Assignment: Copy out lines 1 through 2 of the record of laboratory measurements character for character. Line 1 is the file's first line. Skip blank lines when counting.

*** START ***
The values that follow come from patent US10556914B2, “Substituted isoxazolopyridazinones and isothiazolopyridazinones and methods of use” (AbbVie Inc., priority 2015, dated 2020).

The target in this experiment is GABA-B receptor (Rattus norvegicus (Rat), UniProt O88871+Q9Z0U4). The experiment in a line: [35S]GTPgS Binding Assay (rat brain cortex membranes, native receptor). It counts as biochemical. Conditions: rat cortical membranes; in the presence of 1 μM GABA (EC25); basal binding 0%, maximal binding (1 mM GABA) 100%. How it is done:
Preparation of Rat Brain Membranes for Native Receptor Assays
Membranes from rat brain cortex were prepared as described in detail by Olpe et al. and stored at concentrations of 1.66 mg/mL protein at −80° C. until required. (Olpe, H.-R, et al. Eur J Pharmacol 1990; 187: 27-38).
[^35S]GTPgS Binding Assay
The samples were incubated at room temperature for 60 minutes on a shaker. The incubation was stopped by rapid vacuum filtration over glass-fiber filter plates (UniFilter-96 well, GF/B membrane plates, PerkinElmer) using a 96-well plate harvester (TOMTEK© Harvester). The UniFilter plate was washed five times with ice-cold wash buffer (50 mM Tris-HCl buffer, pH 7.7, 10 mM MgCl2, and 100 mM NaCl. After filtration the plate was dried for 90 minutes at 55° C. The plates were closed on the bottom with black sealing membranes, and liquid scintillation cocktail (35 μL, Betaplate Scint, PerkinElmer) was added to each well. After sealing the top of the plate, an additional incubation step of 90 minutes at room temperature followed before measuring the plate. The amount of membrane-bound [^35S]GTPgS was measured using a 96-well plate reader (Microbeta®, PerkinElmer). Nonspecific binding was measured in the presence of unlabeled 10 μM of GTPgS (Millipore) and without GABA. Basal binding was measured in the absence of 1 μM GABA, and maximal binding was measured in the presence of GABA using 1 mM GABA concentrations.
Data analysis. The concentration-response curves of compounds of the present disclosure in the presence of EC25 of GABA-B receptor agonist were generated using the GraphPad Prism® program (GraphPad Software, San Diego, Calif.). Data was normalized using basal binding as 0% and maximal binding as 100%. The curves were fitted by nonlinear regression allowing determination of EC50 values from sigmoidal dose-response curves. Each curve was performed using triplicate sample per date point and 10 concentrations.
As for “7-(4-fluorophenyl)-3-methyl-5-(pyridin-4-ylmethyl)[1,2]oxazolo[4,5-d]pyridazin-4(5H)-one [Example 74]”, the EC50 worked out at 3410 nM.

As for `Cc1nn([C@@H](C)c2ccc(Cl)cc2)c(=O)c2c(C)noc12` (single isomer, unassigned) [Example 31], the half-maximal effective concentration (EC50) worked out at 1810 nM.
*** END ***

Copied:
The values that follow come from patent US10556914B2, “Substituted isoxazolopyridazinones and isothiazolopyridazinones and methods of use” (AbbVie Inc., priority 2015, dated 2020).

The target in this experiment is GABA-B receptor (Rattus norvegicus (Rat), UniProt O88871+Q9Z0U4). The experiment in a line: [35S]GTPgS Binding Assay (rat brain cortex membranes, native receptor). It counts as biochemical. Conditions: rat cortical membranes; in the presence of 1 μM GABA (EC25); basal binding 0%, maximal binding (1 mM GABA) 100%. How it is done: